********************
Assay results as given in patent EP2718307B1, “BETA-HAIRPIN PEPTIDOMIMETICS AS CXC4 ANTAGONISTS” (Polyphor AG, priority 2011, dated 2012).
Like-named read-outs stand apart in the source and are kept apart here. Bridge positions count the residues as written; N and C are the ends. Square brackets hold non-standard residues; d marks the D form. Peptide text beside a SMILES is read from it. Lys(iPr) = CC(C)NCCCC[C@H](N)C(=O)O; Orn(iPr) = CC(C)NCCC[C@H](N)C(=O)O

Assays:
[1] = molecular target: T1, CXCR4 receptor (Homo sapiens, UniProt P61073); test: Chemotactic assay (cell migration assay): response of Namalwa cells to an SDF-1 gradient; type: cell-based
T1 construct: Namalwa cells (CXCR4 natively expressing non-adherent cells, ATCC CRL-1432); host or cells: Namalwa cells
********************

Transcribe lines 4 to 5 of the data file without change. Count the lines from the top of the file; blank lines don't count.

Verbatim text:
[1] = molecular target: T1, CXCR4 receptor (Homo sapiens, UniProt P61073); test: Chemotactic assay (cell migration assay): response of Namalwa cells to an SDF-1 gradient; type: cell-based
T1 construct: Namalwa cells (CXCR4 natively expressing non-adherent cells, ATCC CRL-1432); host or cells: Namalwa cells